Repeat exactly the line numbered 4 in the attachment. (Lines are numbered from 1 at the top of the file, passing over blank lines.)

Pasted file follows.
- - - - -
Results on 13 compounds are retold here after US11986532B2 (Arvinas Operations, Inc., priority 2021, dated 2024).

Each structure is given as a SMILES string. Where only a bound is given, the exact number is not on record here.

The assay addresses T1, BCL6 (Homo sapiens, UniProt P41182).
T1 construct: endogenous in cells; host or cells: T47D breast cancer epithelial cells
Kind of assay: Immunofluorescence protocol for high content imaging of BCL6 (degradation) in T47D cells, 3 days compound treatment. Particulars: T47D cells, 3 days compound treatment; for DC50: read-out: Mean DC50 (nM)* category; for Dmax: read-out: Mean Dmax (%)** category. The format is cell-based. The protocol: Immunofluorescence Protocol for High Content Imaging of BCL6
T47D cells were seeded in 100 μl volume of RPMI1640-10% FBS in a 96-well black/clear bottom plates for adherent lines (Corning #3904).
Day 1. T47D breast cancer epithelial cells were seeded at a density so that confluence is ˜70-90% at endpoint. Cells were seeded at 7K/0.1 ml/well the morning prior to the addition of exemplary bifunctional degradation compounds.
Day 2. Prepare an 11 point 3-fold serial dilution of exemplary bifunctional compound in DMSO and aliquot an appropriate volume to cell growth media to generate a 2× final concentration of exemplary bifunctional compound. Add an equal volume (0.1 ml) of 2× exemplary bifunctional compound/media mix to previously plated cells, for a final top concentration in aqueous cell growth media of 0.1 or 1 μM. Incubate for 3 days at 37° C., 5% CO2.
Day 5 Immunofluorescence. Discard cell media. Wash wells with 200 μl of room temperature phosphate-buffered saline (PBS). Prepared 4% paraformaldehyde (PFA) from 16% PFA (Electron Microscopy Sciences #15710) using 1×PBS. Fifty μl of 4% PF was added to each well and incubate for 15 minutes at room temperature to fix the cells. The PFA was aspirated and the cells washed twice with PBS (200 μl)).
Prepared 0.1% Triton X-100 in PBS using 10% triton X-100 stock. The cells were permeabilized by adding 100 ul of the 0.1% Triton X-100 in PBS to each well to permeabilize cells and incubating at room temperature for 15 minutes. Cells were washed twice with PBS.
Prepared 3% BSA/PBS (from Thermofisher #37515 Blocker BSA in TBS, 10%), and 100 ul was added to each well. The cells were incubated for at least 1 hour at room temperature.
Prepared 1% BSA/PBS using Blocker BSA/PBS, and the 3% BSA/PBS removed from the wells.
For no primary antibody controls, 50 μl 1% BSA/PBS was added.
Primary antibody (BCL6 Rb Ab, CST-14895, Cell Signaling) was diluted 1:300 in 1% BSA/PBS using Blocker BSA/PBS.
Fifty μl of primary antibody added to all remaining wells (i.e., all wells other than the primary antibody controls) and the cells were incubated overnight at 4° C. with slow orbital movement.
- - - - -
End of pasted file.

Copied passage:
T1 construct: endogenous in cells; host or cells: T47D breast cancer epithelial cells